When it comes to the U.S. relationship with China, it’s complicated. The Chinese are an important U.S. trade partner, but also an adversary and competitor. Our scientists are monitoring the communist nation’s work on weapons technologies that are both reason to marvel and cause for concern. More on that from Glenn Tiffert, a China policy expert at the Hoover Institution. He says the biggest areas to watch are biotechnology and artificial-intelligence or “AI”-empowered weapons.
Glenn Tiffert, Hoover Institution: So there’s a broad range of AI-enabled weapons technologies. Obviously, the ability to identify targets and track targets autonomously using drone technology would be one application. But there’s also AI tools used for cyber offense. For example, to probe the defenses of an adversary to find weak spots and to be able to penetrate their cyber networks. Then with regard to biotechnology, obviously there are biological weapons that could be designed. But beyond that, too, there are also therapies that could be designed, like vaccines to protect your own troops from diseases that might affect the adversary’s troops.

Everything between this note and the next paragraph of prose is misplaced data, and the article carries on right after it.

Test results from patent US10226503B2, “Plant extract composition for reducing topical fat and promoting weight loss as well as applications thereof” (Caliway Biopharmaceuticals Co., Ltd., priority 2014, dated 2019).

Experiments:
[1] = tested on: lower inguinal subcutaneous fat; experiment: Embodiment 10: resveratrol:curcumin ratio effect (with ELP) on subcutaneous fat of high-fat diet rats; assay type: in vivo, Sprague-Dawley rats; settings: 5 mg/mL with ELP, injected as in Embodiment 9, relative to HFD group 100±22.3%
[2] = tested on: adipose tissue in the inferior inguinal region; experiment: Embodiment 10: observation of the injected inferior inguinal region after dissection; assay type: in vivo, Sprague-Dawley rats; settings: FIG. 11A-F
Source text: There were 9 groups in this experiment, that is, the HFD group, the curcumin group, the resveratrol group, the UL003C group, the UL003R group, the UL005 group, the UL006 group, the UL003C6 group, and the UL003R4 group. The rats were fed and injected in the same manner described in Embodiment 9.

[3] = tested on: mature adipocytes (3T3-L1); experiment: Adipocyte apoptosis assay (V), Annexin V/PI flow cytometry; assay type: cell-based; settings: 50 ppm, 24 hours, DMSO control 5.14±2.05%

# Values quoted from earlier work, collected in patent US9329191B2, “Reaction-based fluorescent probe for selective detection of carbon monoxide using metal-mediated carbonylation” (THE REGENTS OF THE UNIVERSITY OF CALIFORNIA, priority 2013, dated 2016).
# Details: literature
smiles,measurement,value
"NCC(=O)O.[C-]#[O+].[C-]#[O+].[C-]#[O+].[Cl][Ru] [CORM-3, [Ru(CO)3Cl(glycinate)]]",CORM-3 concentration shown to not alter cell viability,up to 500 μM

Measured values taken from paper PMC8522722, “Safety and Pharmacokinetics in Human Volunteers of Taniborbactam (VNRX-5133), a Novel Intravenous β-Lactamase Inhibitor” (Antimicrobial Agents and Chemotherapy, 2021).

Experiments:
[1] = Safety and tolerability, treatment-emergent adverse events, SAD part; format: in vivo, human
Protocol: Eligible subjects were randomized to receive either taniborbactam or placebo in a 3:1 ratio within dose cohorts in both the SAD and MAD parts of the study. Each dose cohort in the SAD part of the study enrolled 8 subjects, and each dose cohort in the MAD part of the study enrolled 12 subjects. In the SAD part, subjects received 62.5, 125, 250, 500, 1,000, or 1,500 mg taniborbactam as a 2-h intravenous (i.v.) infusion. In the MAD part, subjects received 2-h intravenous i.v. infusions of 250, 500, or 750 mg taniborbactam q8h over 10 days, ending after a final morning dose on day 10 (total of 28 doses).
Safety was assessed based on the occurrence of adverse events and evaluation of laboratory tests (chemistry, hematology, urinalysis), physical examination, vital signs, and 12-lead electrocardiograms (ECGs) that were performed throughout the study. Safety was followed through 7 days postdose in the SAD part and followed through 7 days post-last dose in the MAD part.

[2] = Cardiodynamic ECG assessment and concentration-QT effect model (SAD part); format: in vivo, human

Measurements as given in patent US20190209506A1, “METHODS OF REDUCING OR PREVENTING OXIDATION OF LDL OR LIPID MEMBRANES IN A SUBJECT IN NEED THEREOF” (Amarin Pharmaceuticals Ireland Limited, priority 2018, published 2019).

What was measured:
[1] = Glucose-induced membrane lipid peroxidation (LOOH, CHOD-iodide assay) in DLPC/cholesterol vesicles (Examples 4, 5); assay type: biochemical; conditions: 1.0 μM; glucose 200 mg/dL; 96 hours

Sharyl Attkisson: I’ve read something about the Chinese talking about creating genetic weapons or experimenting with weapons that, for example, would target only non-Chinese people. What are we talking about with that?
Glenn Tiffert, Hoover Institution: So, some of these discussions do kind of verge into the realm of sci-fi, but it is absolutely true that China is doing research at the level of genomes to be able to distinguish different populations from one another and to identify markers that are associated with particular populations, whether they track with ethnicities or racial groups, in order to identify vulnerabilities or ways to identify who a person is on the basis of their DNA.